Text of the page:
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Middle School Math: Playing with Ratios

What do Barbie dolls and slime have in common? Both toys can be used to teach math lessons about ratios, according to math learning specialist, Maleia Clarke.
Students were recently engaged in using measuring tape and calculators to find out what a real-life Barbie would look like. Turns out, she’s over 7-feet-tall and wears the shoe size of a toddler. 
“The Barbie Doll Proportions Lab is a great way to practice manipulating ratios,” said Mrs. Clarke. Mathematicians measured the doll’s height before creating a doll to human ratio using 64 inches as an average woman’s height. Once the ratio was determined, they went on to measure and calculate equivalent ratios (proportions) for limbs, torso, face, etc. by solving for the unknown measurement of the “life-size Barbie.” Finally, they took their life-size Barbie dimensions and drew a figure on a large sheet of paper to visually represent their calculations.
Next came the slime. To determine the importance of accurate ratios when making recipes, students were asked to deliberately “mess up” a slime recipe by changing the quantities of all ingredients by increasing or decreasing each ingredient by a specific scale factor -- for example, increasing the glue measurement by a scale factor of 1.5. After mixing the botched batch, students observed the results. Was the mixture too runny or too stiff? Finally, their end goal was to find equivalent ratios needed in order to correct their botched batch. Ideally, if they were able to do so using their mathematical problem solving and knowledge of ratios, they were able to take a good batch home.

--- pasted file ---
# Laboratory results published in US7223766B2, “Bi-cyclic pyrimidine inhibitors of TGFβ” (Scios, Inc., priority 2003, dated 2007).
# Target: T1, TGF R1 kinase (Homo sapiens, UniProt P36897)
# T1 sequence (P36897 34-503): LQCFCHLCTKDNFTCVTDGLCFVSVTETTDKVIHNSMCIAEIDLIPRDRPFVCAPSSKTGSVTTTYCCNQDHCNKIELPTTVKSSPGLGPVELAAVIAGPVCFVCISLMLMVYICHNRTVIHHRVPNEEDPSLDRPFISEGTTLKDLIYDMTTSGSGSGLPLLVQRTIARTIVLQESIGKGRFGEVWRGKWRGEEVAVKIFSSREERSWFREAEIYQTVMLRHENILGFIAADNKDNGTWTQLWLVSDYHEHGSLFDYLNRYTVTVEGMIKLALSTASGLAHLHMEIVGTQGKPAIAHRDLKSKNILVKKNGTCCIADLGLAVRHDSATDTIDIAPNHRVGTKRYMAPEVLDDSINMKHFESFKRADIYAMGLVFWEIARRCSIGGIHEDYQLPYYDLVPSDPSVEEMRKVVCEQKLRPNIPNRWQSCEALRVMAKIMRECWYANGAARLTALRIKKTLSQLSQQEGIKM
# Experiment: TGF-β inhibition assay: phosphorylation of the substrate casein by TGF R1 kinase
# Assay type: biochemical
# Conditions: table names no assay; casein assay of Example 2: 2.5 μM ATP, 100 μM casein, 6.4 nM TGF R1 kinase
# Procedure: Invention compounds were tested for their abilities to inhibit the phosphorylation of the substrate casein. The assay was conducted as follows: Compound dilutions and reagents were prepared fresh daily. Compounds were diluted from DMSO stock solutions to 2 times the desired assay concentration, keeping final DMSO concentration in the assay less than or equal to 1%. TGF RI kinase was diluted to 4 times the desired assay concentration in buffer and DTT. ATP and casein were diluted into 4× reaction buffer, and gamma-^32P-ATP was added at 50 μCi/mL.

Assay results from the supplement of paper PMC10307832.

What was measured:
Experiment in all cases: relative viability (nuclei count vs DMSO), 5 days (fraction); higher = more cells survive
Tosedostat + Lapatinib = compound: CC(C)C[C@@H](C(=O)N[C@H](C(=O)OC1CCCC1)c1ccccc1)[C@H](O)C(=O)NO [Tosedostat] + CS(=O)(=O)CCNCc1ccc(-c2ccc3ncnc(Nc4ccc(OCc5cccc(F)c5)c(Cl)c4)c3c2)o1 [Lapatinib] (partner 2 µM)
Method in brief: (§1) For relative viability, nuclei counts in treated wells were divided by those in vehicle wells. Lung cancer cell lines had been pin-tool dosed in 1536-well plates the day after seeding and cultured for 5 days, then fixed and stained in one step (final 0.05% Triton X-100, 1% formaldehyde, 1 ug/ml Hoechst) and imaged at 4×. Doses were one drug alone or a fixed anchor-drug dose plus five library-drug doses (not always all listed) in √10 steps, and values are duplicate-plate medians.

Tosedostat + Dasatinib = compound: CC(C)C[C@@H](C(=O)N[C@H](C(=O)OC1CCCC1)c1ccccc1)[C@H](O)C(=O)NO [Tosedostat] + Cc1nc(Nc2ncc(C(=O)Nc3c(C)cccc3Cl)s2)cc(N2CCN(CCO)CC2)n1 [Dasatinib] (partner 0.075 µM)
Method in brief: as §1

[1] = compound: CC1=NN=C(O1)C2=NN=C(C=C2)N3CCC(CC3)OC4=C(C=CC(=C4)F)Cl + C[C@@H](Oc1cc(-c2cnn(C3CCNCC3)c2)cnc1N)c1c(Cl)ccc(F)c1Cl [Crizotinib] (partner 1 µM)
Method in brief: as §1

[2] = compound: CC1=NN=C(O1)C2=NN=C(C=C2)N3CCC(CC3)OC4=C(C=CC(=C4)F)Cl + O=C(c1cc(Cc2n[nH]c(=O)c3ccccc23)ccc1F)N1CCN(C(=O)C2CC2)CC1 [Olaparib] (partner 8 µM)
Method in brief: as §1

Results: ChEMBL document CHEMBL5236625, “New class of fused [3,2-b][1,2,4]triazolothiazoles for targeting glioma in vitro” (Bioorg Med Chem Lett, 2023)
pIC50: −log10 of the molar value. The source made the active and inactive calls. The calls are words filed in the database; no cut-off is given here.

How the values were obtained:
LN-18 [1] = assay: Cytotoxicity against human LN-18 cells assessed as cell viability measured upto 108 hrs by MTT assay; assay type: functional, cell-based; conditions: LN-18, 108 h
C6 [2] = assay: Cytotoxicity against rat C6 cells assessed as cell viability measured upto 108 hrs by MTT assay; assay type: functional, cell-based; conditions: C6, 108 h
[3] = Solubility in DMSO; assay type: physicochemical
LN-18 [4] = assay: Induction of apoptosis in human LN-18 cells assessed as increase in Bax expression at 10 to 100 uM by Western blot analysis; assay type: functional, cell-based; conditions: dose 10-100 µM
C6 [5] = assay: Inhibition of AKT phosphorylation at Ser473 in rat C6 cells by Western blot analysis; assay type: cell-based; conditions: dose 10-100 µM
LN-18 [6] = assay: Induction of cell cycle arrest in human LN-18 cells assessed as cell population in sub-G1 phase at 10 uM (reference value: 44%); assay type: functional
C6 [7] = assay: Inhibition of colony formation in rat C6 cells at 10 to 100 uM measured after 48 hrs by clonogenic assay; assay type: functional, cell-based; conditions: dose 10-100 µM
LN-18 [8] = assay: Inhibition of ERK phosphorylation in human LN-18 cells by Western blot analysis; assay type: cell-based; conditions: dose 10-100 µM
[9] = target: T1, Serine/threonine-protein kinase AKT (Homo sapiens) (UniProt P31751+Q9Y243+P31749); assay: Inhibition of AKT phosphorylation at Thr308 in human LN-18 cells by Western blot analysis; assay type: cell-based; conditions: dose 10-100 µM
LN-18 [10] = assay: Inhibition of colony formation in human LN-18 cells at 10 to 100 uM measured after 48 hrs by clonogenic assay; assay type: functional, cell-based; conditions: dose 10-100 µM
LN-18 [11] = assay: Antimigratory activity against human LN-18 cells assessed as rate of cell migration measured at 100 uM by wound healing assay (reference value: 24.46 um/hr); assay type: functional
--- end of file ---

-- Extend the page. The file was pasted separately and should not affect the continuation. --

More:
“I love when students engage and interact with mathematics in a non-traditional way and take their learning beyond the textbook or traditional algorithm,” said Mrs. Clarke. “It allows for multiple connections, attaching their learning to pre-existing knowledge, and some fun to boot.”

Graland Country Day School

Graland Country Day School is a private school in Denver, Colorado, serving students in preschool, kindergarten, elementary, and middle school. Founded in Denver in 1924, Graland incorporates a rich, experiential learning approach in a traditional classroom setting, emphasizing the development of globally and socially conscious leaders who excel academically.